All in all, the poems were worth getting out of bed that morning, and once I got over the early awakening and drive to campus, I found the Promising Practices Convention to be informative, and the poetry to be quality.

Tuesday, November 15, 2011

"Reflection" on "Literacy with an Attitude"

     I really enjoyed this article more than many of the previous ones.  It was written from a more involved standpoint then many of the other we read which look at problems from outside.  In this reading Patrick J. Finn tells his story about his involvement as an educator.  I especially like the way he is humble enough to admit the mistakes he made as a teacher, rather than talking about always following the correct way he was able to admit his errors and in this way he was easy to relate to as human.
     "But, in fact I was schooling these children, not to take charge of their lives, but to take orders.  I taught them to read and write a little better, and I taught them some facts about the United States history, but control was uppermost in my mind.  When i discussed discipline problems with other teachers, a frequent topic of discussion in the teachers' lounge, I would talk about my teaching methods as methods of control.  I had work assignments on the board when the students entered the classroom, and so there wasn't a moment when they didn't have anything to do.  I didn't say to an errant student, "What are you doing?" I said, "Stop that and get to work."  No discussion.  No openings for an argument."
     This reminds me of the concept Dr. Bogad refers to by its technical name, the "do-over".  Where some days a teacher may have an off day, and may act in a manner that doesn't benefit the students.  She told us that we should not just pretend the previous events didn't occur and continue our teaching as if everything was okay, because sometimes its not.  She says sometimes we, as educators, need to take a deep breath, suck up our pride and walk in the next day to apologize to the students and to ask for a do-over.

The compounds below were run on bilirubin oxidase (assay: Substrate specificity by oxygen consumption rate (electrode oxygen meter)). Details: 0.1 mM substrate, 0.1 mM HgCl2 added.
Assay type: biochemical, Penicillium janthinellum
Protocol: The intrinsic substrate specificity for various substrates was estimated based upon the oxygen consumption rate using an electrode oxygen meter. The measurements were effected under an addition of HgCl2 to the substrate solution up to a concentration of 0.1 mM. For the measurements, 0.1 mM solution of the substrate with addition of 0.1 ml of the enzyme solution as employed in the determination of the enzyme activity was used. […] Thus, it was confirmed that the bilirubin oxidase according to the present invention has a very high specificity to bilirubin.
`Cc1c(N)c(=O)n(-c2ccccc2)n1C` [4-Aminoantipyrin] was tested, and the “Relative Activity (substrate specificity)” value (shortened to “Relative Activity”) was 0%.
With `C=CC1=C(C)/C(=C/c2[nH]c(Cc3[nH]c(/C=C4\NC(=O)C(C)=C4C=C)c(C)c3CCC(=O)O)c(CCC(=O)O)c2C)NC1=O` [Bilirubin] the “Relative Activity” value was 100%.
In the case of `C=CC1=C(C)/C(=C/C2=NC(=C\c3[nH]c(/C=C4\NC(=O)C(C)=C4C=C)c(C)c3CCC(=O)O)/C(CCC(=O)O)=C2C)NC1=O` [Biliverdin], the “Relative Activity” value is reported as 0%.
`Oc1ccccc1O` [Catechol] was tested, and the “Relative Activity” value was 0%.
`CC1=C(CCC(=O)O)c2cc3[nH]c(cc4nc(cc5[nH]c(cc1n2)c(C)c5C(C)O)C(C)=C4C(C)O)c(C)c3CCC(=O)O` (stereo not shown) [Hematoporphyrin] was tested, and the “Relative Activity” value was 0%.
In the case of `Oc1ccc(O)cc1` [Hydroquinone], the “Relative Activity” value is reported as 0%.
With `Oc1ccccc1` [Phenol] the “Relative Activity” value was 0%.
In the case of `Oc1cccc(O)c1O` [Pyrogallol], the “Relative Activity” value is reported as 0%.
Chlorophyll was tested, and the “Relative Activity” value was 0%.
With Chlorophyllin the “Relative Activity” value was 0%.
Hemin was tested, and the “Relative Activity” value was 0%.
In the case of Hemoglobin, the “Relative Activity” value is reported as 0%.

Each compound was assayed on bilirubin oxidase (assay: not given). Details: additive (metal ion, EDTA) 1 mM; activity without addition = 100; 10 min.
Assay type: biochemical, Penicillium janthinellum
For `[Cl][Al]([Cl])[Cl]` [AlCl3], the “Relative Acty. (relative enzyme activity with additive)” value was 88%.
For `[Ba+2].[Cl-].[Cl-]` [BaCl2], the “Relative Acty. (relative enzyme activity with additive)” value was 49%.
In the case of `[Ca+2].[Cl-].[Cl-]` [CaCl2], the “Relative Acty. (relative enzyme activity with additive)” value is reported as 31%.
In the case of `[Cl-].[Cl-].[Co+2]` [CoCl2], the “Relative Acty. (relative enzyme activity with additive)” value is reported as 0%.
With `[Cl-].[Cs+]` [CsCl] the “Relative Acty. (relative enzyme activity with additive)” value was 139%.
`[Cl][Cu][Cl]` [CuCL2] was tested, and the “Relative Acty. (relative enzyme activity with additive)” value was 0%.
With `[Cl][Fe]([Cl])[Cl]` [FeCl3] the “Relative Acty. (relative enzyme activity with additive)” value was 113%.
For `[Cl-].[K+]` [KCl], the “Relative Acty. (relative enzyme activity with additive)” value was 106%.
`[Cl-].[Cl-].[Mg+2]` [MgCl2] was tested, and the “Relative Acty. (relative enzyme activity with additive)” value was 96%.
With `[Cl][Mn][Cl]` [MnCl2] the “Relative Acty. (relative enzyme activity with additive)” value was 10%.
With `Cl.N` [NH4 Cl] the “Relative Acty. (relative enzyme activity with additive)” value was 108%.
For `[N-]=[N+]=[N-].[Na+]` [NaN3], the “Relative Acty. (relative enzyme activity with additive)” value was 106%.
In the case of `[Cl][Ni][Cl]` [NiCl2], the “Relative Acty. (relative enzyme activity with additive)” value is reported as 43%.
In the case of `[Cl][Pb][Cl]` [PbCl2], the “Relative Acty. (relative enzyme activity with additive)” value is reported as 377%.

I believe that if he had the opportunity Finn would walk back in and ask for a do-over.  He would apologize to the students for teaching them to follow orders, and would spend the rest of his time encouraging them to think.  To think for themselves, for their family, for their children.  He would teach them to question what they were learning and why.
     This article shows the difficulty of teaching.  It shows how sometimes we may think we are doing what is best for the children for long periods of time, only to realize that we were actually hurting more than we were helping.  This article shows how teaching in its self is a learning process, learning what works, or doesn't work, and why.  As well as the importance of admitting wrong doing to be able to make positive changes in the future.
   This reading indirectly states something which I have thought for as long as I wanted to become a teacher.  When my plan to drop out of high school on my 16th birthday, due to seeing no importance in what I was learning, and seeing very little good in myself, was interrupted by two teachers who came to know me better than I knew myself.  They made me realize that a "good teacher" isn't merely based on how well an individual can stand in front of a classroom and rattle off information, but based on how much they care about the well being of their students, all their students, not just the ones with the highest grades.

Monday, October 31, 2011

my thoughts on gender in education

There is no doubt in my mind that although we attend the same schools, the same classes and have the same teachers not everyone is subject to the same education.  Perhaps this has to do with the direct learning ability of boys versus that of girls.  I think however the boys who are less successful than girls are merely a product of their environment.  

"Across the country, boys have never been in more trouble: They earn 70 percent of the D's and F's that teachers dole out. They make up two thirds of students labeled "learning disabled." They are the culprits in a whopping 9 of 10 alcohol and drug violations and the suspected perpetrators in 4 out of 5 crimes that end up in juvenile court. They account for 80 percent of high school dropouts and attention deficit disorder diagnoses. (Mulrine, 2001)"